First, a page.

Teaching And Learning Center


Welcome

 

This website has been developed to support the teaching mission at Clinton Community College.  As such, it contains sections on how learning happens, how to assign and grade papers and, how to teach critical thinking.  It also contains information about student evaluations of teaching, and on how to build a successful reappointment portfolio. Links to the modules are in the left hand menu. Within module links are located in the right hand menus.

 

My goal was to include only those pedagogical strategies with empirical support.  And, although the most common phrases I encountered were "although there is little previous research" or "little empirical evidence exists," I believe I have found enough empirical evidence to support the strategies you will find here. The first 7 links to the left are to summaries of the empirical literature in each area of pedagogy. Each summary also includes links to more specific information and summaries of the particular articles I found. By far, the largest number of links and greatest amount of information can be found in How Learning Happens.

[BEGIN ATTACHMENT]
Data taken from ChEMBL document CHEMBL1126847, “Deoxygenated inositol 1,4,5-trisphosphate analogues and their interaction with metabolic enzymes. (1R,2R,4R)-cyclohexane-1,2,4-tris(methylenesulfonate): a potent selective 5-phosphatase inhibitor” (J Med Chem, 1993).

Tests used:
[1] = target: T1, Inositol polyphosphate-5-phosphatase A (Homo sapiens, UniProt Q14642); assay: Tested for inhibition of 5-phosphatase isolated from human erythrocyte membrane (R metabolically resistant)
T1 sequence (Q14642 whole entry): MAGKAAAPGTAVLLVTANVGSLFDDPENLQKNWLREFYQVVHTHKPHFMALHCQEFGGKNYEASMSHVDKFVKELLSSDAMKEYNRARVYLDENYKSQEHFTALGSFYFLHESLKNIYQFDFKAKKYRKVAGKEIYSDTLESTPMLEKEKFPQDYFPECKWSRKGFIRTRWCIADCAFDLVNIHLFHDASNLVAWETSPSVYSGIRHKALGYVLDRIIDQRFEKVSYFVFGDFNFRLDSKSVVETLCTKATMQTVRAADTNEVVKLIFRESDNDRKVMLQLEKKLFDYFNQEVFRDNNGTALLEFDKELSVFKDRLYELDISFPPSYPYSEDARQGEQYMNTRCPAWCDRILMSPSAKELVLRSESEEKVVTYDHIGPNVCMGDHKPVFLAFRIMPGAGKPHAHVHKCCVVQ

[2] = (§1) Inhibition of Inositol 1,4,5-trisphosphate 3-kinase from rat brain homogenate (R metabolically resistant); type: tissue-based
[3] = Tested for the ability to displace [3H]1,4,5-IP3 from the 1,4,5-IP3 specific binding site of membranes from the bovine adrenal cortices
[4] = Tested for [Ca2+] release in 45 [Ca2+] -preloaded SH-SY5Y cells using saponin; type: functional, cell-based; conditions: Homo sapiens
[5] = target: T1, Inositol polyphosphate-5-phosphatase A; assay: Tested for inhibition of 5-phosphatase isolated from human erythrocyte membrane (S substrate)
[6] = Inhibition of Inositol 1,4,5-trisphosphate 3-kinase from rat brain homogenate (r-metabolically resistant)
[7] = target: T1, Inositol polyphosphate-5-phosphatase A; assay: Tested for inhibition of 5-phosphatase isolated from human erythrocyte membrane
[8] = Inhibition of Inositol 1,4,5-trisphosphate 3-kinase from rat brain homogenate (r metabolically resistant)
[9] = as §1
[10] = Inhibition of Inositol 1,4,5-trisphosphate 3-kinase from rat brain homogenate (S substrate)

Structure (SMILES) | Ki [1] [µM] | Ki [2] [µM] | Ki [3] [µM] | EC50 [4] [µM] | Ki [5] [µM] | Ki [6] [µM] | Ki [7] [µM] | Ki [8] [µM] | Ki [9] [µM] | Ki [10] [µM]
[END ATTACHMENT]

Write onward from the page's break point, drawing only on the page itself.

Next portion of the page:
The Perils of Pedagogy page summarizes the theoretical and practical problems associated with most pedagogical practices. It may be tempting to throw one's hand up in despair after reading it, but I have also included a summary of the most current thinking on what makes a Great Teacher. Great teaching is possible and worth striving for.

 

I have also included a brief summary of Academically Adrift, an empirically strong, stunning indictment of higher education. We must remember that learning is essentially an inside job and, no teaching strategy can compensate for low student effort, or low standards.

   

I hope that you find useable suggestions and stimulating ideas here.  Please feel free to contact me at june.foley@clinton.edu with any suggestions, comments, or questions.

 

 

 

  

 

I would like to thank the administration and Board of Trustees at Clinton Community College for their support.  In addition, I would like to acknowledge the help of Kay Figlioli, Librarian, Peggy Perkins, Web Coordinator, Chris Ford, CIS Intern Coordinator, Vicky Sloan, Distance Learning Coordinator and Chris Culler, Intern for their help.

 

 

 

 

 

 

 

 

 

 

 

 

 

 

 

 

 

 

 

 

 

 
  1. Written by June Foley, Professor, Social and Behavioral Sciences, Clinton Community College, Copyright (c) 2011 Permission is expressly granted to use the information found on this site for educational purposes with proper citation of this site and any sources used here.